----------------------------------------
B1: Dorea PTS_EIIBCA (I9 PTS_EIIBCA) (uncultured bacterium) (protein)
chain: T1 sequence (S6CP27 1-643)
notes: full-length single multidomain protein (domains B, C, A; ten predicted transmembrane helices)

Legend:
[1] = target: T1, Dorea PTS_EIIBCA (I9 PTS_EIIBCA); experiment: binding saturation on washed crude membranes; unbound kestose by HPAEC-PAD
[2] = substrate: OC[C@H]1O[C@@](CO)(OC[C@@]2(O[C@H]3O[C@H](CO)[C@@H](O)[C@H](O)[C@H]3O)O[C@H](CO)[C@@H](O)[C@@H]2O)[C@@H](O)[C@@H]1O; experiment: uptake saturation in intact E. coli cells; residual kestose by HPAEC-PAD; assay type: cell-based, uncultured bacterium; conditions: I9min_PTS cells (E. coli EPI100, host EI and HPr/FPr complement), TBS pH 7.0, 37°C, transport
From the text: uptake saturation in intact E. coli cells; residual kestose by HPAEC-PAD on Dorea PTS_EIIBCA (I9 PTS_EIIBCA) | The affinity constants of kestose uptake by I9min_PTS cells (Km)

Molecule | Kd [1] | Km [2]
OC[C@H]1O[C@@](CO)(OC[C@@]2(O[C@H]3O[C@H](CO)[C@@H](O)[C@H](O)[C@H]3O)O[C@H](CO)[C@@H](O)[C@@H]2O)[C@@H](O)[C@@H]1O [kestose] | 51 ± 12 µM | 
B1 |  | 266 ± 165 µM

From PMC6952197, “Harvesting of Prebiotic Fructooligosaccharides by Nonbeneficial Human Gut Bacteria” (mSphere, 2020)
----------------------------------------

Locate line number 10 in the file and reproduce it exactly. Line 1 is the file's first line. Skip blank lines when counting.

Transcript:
B1 |  | 266 ± 165 µM